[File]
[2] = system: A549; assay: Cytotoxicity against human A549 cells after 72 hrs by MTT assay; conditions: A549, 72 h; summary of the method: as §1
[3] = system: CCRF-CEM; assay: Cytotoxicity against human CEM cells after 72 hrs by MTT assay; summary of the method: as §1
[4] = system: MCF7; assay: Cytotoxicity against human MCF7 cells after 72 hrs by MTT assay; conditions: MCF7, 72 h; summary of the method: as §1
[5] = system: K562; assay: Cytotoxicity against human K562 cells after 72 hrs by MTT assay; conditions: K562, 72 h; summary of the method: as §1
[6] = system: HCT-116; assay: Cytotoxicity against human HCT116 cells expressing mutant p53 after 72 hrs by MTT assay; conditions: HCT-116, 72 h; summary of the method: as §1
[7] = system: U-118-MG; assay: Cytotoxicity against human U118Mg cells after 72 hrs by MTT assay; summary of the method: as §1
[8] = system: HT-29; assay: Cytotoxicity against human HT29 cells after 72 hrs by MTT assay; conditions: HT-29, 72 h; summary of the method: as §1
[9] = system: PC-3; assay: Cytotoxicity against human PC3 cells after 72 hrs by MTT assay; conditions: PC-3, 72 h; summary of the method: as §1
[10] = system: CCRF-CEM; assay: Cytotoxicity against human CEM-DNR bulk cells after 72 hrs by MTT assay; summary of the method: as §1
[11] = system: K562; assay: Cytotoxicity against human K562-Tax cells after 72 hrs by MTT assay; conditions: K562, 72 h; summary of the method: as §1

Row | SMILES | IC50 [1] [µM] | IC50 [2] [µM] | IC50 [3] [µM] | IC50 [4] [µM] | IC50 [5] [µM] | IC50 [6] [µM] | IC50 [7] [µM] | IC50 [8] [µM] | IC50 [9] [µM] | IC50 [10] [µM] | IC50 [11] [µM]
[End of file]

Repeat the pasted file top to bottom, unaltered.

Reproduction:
[2] = system: A549; assay: Cytotoxicity against human A549 cells after 72 hrs by MTT assay; conditions: A549, 72 h; summary of the method: as §1
[3] = system: CCRF-CEM; assay: Cytotoxicity against human CEM cells after 72 hrs by MTT assay; summary of the method: as §1
[4] = system: MCF7; assay: Cytotoxicity against human MCF7 cells after 72 hrs by MTT assay; conditions: MCF7, 72 h; summary of the method: as §1
[5] = system: K562; assay: Cytotoxicity against human K562 cells after 72 hrs by MTT assay; conditions: K562, 72 h; summary of the method: as §1
[6] = system: HCT-116; assay: Cytotoxicity against human HCT116 cells expressing mutant p53 after 72 hrs by MTT assay; conditions: HCT-116, 72 h; summary of the method: as §1
[7] = system: U-118-MG; assay: Cytotoxicity against human U118Mg cells after 72 hrs by MTT assay; summary of the method: as §1
[8] = system: HT-29; assay: Cytotoxicity against human HT29 cells after 72 hrs by MTT assay; conditions: HT-29, 72 h; summary of the method: as §1
[9] = system: PC-3; assay: Cytotoxicity against human PC3 cells after 72 hrs by MTT assay; conditions: PC-3, 72 h; summary of the method: as §1
[10] = system: CCRF-CEM; assay: Cytotoxicity against human CEM-DNR bulk cells after 72 hrs by MTT assay; summary of the method: as §1
[11] = system: K562; assay: Cytotoxicity against human K562-Tax cells after 72 hrs by MTT assay; conditions: K562, 72 h; summary of the method: as §1

Row | SMILES | IC50 [1] [µM] | IC50 [2] [µM] | IC50 [3] [µM] | IC50 [4] [µM] | IC50 [5] [µM] | IC50 [6] [µM] | IC50 [7] [µM] | IC50 [8] [µM] | IC50 [9] [µM] | IC50 [10] [µM] | IC50 [11] [µM]